Unlike the mood in the markets five years ago there is no great sense of despondency about the prospect of a Labour government. In City eyes a change of government was as certain in 1992 as it is this year. Last week, however, the gossip was not about life under Labour but what kind of majority the new prime minister would have to work with.
Only time will tell whether this complacency is justified. For the time being, however, both City and industry are prepared to accept the assurances that the economy will be managed prudently. This allows the markets to focus on real events rather than some hypothetical interpretation of the future. Hence the concerns about a rise in interest rates. The strength of the economy reported last week confirms suspicions that UK interest rates will have to rise after the election, whoever wins. With US rates expected to rise next week to pre-empt any overheating of the American economy, pressure for a British hike will increase.
If the market's thinking about prudent economic management from a Labour government is correct then it will also have to overturn further conventional wisdom. Notably the construction industry, a traditional beneficiary of increased Labour public spending, will have to settle for a quieter lifestyle. This week sees a number of those companies reporting. Their comments on the outlook under New Labour will make interesting reading.
The real problem for the market is that it cannot know quite how a Labour government will behave. The pre-match publicity has been extremely positive but it is how the game is played that really counts. If politically inspired market gyrations are to come, they will be after the election and not before.
The decision by Liggett, the smallest of the US tobacco giants, to try and strike a deal with those who have been pursuing it in the US courts has been characterised as a devastating blow for the industry. The anti- smoking lobby may be keen to view Liggett's move in those terms but the reality is rather different. Liggett is not the catalyst for a crushing defeat of the tobacco industry but a victim of a concerted move by the cigarette manufacturers to finally put an end to the constant harassment that undermines shareholder value.
It is more than coincidence that one by one the big tobacco companies have, over the last few months, accepted quite openly that they would be prepared to settle the legal disputes once and for all providing this was in shareholders' interests. Suing tobacco companies has become a quite productive industry. It costs BAT, for instance, around $100m a year in legal fees to fight such cases. It has already handed more than 12 million documents to US courts. Then there is the damage done to share prices by the constant round of lawsuit-related news stories. Hardly a week goes by without some US court delivering a dramatic setback that will be overturned months later. This rollercoaster is extremely unhelpful for share prices.
It is hardly surprising, then, that the big tobacco players are quietly seeking a solution. It would require an industry consensus and federal government leadership. Negotiations would be complex and time-consuming.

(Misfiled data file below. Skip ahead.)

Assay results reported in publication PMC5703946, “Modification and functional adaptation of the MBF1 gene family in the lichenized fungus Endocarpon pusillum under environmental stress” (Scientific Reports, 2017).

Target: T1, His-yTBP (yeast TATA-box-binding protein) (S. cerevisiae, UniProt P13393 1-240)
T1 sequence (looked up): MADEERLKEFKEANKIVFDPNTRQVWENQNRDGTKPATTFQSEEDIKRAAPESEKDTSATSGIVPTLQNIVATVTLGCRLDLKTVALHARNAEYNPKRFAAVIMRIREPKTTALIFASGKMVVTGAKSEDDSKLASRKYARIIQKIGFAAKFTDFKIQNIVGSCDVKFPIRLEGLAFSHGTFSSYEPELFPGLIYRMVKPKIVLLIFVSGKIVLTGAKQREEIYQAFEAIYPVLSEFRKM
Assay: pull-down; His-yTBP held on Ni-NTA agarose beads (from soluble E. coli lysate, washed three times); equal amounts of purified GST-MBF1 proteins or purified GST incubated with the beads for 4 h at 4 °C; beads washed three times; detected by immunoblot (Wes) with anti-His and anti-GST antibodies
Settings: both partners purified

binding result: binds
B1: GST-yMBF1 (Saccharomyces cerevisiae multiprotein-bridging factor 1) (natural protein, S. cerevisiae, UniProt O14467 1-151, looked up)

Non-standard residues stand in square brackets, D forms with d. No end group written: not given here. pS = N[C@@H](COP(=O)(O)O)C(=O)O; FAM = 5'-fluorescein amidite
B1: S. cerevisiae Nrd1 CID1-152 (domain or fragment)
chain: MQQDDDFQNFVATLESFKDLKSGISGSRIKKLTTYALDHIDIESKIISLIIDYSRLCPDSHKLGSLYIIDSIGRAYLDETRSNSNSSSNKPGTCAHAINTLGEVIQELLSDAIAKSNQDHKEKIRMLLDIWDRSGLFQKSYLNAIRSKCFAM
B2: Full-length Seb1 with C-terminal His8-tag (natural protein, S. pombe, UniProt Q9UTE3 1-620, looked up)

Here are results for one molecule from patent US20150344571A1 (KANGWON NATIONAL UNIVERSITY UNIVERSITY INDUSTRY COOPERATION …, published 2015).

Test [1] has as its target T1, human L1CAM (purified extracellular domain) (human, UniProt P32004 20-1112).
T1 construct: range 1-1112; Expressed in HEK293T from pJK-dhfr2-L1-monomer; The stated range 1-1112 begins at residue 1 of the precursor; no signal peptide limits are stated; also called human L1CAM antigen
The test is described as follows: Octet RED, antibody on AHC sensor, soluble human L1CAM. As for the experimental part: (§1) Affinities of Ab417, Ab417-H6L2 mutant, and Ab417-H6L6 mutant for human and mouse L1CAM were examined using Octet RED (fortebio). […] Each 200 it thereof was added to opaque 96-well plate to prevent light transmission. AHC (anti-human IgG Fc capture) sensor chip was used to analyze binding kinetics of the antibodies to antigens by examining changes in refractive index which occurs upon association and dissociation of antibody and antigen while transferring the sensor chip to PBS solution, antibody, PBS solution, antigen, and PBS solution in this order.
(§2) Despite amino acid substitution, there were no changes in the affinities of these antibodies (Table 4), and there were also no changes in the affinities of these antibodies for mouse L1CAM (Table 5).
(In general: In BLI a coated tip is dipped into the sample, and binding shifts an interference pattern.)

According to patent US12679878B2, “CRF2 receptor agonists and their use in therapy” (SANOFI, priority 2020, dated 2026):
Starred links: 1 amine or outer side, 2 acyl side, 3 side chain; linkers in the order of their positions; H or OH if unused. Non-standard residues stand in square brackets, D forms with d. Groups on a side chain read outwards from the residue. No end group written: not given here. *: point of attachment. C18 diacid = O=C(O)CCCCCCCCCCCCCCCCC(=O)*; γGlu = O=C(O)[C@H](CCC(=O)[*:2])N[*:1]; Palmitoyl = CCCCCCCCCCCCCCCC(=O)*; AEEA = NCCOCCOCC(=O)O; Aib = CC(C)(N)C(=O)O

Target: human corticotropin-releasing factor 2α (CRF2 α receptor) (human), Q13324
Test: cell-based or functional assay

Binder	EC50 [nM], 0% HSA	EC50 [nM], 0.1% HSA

The suspicion in the industry is that Liggett's move is something of a pre-emptive strike to force one of the other players to buy it out. Do not forget that the company has tried this tactic before and failed. Also bear in mind that from what is known about the settlement it still leaves a number of important court cases against Liggett outstanding. No one knows for sure what documents Liggett is threatening to hand over to the authorities. The chances are they are not quite as damning as some believe. The biggest threat from the Liggett settlement is that it breaks the private consensus needed for a federal and final settlement.
Liggett might secure the takeover bid the rest of the industry thinks its wants because the chance of bringing the litigation circus to an end is not one the industry wants to lose. The tobacco industry may be preparing to cave in, but on terms that are far less damaging than the Liggett settlement suggests.
This week should see the formal but complex offers that will pave the way for the creation of Cable & Wireless Communications, which promises to be a potent force in the multimedia world. It brings together the telephony of Mercury and the UK cable interests of Nynex, Bell Cablemedia and Videotron. The company is unlikely to be fully operational until the second half of the year, so all that can be admired now is its potential. The theoretical attractions of the grouping are considerable. The linkage of Mercury's telephone networks with the infrastructures of its cable partners provides a powerful alliance that seems ideally placed to seize the opportunities presented by rapidly evolving technology. Cable television, interactivity and telephony will combine to offer customers the full range of multimedia services.
Whether that is what the customers want remains to be seen. There is just a danger that C&WC will represent a multimedia agglomeration which is just too little too late. If the network computer takes off, as it threatens to do, then C&WC may be relegated to the role of a minor telephone company, which is pretty much where Mercury has been for some time.Reuse content